How’s this for perfect timing? The day after I wrote a post about weenies, Politico.com posted a news item that demonstrates the weenie mentality in action:
In a sign that the nutrition space is as defensive as ever, Nina Teicholz, an author who has publicly criticized the science behind the government’s low-fat dietary advice, was recently bumped from a nutrition science panel after being confirmed by the National Food Policy Conference. The panel instead will include Maureen Storey, president and CEO of the Alliance for Potato Research and Education. The event is set to take place in Washington next month.
Teicholz, of course, is the author of the terrific book The Big Fat Surprise, which presents a detailed history of how we ended up with our current dietary advice. So why the heck would she be disinvited from a panel on food policy?
Teicholz said she was disinvited after other panelists said they wouldn’t participate with her.
I see. And who are the other panelists?
Margo Wootan, director of nutrition policy at the Center for Science in the Public Interest, will speak on the panel, along with Barbara Millen, the former chairwoman of the 2015 Dietary Guidelines Advisory Committee, and Angie Tagtow, executive director of the USDA’s Center for Nutrition Policy and Promotion. Wootan said that “concerns were raised about Teicholz’s credibility, given the significant inaccuracies in her work.”
Um … as opposed to CSPI’s dead-on-accurate description of trans fats as safe and coconut oil as dangerous back when they were harassing restaurants and movie theaters into switching to trans fats? Or the USDA’s dead-on-accurate description of cholesterol in eggs as a contributor to heart disease? (Maybe my memory is getting faulty in my old age … didn’t both organizations have to reverse those positions?)
If Teicholz doesn’t present credible arguments, then the non-weenie approach would be to welcome her onto the panel and point out where she’s wrong. But of course, this isn’t about credibility. It’s about avoiding a debate against a woman who would kick their asses all over the stage.
But hey, that’s part of the weenie mentality: they hate having to debate people who don’t agree with them. That’s why they demand “safe spaces” where they can’t be challenged. That’s why they accuse people who disagree with them of creating a “hostile environment” as a strategy for stifling dissent. That’s why they’d rather attack the messenger than debate what the messenger has to say.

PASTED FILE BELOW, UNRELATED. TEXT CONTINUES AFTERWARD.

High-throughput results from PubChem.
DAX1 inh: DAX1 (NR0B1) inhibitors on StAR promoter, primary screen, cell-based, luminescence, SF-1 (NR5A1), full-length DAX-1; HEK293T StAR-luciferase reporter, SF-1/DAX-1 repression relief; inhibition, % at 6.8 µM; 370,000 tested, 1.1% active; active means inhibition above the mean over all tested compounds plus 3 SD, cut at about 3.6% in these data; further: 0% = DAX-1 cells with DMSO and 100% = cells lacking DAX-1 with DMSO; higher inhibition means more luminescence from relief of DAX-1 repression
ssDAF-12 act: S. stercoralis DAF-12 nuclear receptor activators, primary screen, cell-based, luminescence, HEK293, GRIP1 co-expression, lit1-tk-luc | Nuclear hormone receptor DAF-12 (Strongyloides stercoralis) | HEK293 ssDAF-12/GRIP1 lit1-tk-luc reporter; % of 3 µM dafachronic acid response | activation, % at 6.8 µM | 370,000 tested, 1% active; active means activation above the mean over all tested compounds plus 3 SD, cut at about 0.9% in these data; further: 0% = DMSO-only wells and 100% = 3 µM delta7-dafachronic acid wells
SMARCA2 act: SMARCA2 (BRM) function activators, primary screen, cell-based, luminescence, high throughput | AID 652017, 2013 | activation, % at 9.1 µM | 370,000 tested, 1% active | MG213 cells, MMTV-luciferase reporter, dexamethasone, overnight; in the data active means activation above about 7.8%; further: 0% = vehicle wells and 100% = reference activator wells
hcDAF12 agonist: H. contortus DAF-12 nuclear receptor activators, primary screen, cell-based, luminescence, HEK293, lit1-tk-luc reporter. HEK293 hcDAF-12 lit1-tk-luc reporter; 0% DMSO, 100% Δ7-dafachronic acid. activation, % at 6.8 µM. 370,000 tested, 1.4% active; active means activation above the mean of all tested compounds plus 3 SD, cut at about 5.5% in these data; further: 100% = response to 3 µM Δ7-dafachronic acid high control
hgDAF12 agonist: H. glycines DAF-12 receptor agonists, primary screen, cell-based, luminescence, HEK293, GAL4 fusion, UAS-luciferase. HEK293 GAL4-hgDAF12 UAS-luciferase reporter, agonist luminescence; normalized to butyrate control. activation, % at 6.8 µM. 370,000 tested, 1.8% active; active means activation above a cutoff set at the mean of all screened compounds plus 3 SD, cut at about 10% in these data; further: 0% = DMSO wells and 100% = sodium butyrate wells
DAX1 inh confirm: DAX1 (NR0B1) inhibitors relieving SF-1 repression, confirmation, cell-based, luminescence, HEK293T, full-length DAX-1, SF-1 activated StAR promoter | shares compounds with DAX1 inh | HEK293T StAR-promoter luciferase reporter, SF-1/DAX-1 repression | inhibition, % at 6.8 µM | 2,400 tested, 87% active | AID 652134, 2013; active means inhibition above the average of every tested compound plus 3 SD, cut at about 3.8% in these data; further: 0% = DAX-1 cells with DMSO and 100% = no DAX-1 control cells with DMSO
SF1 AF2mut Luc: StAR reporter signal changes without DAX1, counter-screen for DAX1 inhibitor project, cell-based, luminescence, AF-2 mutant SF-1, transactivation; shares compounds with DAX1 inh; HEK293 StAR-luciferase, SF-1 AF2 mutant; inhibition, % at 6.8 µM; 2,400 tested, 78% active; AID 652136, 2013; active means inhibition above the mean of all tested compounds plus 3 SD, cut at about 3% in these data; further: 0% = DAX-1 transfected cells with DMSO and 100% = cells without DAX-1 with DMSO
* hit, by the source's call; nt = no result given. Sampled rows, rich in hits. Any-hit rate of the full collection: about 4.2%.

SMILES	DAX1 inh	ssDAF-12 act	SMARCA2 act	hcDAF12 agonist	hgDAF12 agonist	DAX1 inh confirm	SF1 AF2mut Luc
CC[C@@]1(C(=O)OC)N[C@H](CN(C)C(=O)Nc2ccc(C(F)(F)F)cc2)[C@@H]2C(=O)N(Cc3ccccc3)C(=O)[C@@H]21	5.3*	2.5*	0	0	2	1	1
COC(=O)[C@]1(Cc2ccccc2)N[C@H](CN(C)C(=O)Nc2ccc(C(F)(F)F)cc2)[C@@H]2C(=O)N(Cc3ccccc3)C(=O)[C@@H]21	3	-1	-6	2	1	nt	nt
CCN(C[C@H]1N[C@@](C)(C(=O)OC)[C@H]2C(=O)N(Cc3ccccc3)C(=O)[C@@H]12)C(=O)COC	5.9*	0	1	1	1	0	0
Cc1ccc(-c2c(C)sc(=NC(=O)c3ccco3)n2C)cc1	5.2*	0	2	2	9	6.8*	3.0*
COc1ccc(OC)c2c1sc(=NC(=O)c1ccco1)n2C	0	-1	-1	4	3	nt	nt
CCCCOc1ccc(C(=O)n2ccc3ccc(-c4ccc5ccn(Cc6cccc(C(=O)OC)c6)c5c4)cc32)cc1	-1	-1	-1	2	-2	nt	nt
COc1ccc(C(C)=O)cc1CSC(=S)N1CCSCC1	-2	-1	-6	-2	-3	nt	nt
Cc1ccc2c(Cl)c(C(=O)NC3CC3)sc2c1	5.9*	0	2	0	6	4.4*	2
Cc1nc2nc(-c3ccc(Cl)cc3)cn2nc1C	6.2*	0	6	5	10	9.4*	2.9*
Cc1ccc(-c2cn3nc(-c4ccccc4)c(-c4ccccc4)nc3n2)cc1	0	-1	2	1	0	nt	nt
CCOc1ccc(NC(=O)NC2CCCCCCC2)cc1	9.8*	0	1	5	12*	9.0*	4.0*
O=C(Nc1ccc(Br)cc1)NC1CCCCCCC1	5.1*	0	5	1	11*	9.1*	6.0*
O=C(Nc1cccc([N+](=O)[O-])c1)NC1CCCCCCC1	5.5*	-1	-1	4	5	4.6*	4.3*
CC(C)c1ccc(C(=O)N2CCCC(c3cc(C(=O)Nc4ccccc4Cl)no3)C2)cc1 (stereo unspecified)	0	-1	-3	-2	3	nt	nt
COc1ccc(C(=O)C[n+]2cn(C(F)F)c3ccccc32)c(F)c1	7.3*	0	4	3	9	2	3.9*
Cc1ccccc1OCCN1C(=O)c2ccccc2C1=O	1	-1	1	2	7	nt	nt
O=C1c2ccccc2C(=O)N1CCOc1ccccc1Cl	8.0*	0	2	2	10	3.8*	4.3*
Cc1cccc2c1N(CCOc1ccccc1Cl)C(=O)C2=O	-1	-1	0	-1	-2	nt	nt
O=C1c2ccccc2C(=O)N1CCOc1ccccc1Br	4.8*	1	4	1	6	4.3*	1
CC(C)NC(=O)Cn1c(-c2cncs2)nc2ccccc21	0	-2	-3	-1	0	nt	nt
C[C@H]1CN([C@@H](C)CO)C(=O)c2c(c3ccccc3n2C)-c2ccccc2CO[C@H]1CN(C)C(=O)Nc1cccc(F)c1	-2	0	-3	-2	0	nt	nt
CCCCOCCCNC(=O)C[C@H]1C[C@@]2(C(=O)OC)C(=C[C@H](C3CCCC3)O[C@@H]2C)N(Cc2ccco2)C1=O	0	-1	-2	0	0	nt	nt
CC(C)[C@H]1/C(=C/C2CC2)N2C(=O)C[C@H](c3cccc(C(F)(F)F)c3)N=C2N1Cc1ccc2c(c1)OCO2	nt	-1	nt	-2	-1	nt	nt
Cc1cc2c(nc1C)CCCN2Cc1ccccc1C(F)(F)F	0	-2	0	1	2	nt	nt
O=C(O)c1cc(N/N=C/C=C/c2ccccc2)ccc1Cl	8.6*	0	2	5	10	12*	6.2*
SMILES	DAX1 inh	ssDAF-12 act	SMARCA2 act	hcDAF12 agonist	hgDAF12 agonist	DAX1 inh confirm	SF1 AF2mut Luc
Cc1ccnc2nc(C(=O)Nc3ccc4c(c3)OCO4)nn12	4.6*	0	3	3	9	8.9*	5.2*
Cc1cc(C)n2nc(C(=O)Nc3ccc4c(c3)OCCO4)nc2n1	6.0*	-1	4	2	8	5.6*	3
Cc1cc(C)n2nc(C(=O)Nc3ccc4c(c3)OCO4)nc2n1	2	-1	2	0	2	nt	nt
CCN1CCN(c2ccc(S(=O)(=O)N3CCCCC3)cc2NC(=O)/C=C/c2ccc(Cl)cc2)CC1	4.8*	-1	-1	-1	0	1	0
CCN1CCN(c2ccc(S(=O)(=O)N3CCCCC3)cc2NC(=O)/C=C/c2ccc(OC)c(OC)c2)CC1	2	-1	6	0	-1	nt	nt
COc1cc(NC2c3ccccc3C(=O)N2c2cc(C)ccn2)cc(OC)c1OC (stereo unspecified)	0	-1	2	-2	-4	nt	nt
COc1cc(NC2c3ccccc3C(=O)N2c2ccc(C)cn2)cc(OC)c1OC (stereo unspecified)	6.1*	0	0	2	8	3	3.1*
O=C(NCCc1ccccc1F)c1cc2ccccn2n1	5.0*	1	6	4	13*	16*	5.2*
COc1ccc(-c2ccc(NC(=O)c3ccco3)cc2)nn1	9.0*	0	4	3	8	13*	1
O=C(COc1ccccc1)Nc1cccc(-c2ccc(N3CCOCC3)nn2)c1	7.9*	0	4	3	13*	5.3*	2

The Big Question is: if they’re convinced they’re right, why are they so afraid of debate? Why don’t they just stand up and vigorously argue in favor of their positions instead of trying to silence the opposition?
That’s the topic of this post. We’ll be venturing into the political/cultural realm again, so consider this your trigger warning. If you haven’t retreated to your safe space by the beginning of the next paragraph, don’t complain to me if you read something here that annoys you.
Still here? Okay, then.
The brief answer to the “why do weenies hate debates?” question is: their beliefs aren’t based on facts or logic, so they’re scared @#$%less of being challenged by logical people armed with facts … not because we might change their minds (we won’t) but because we might change the minds of other people listening.
Now for the expanded answer.
You may have heard the saying you cannot reason people out of a position they did not reason themselves into. Sooner or later, logical people discover that for themselves – because they end up in debates with illogical people and are stunned to see indisputable facts bounce harmlessly off their brains like little rubber bullets. Apparently it’s always been that way. Even Aristotle explained that some people form their beliefs based on logic and facts, while others form their beliefs based on emotions. Logic and facts have no effect on the emotional thinkers, Aristotle explained.
In a lovely little book titled Explaining Postmodernism, philosophy professor Stephen Hicks wrote about the intellectual heritage of objectivists vs. subjectivists — that is, logical types vs. emotional types.
Objectivism traces its modern roots to the Enlightenment thinkers, most of whom were British: Francis Bacon, Isaac Newton, Rene Descartes (not British), John Locke and Adam Smith. Their works emphasized rationalism, the scientific method and individual freedom. Thomas Jefferson, to name one stellar example, was deeply influenced by Locke. To quote professor Hicks:
Individualism and science are thus consequences of an epistemology of reason. Individualism applied to politics yields liberal democracy … individualism applied to economics yields free markets and capitalism.
Subjectivism, by contrast, began as reaction against the Enlightenment thinkers — ironically, in part to save religious faith from the onslaught of rationality. Its proponents were mostly German: Immanuel Kant, Friedrich Nietzsche, Georg W.F. Hegel, Jean-Jacques Rousseau (not German), Martin Heidegger, and of course Karl Marx. They specifically rejected reason and logic in favor of subjectivism.
Simply put, an objectivist thinks like this: If it’s true, I’ll believe it. A subjectivist, however, thinks like this: If I believe it, it’s true. Or the flipside: If I don’t believe it, it’s not true. If you’ve ever debated a nitwit subjectivist, you may have had the experience of offering some objectively true fact, only to be treated to a reply of “Well, I just don’t believe that.” Oh, okay, that settles it, then.